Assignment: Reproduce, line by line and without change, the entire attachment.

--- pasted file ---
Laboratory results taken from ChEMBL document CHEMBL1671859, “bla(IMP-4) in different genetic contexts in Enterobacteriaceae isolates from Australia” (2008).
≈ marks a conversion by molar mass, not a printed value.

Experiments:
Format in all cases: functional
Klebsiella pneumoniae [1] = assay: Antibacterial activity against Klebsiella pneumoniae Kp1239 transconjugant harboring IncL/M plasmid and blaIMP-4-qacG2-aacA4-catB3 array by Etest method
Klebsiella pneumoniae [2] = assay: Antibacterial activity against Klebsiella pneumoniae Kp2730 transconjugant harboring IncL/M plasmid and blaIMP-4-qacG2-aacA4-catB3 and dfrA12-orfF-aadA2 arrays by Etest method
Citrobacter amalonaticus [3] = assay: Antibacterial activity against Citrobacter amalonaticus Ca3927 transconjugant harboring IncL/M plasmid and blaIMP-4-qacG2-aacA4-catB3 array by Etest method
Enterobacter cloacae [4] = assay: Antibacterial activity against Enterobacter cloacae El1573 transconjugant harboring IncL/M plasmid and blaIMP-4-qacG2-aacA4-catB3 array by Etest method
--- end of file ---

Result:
Laboratory results taken from ChEMBL document CHEMBL1671859, “bla(IMP-4) in different genetic contexts in Enterobacteriaceae isolates from Australia” (2008).
≈ marks a conversion by molar mass, not a printed value.

Experiments:
Format in all cases: functional
Klebsiella pneumoniae [1] = assay: Antibacterial activity against Klebsiella pneumoniae Kp1239 transconjugant harboring IncL/M plasmid and blaIMP-4-qacG2-aacA4-catB3 array by Etest method
Klebsiella pneumoniae [2] = assay: Antibacterial activity against Klebsiella pneumoniae Kp2730 transconjugant harboring IncL/M plasmid and blaIMP-4-qacG2-aacA4-catB3 and dfrA12-orfF-aadA2 arrays by Etest method
Citrobacter amalonaticus [3] = assay: Antibacterial activity against Citrobacter amalonaticus Ca3927 transconjugant harboring IncL/M plasmid and blaIMP-4-qacG2-aacA4-catB3 array by Etest method
Enterobacter cloacae [4] = assay: Antibacterial activity against Enterobacter cloacae El1573 transconjugant harboring IncL/M plasmid and blaIMP-4-qacG2-aacA4-catB3 array by Etest method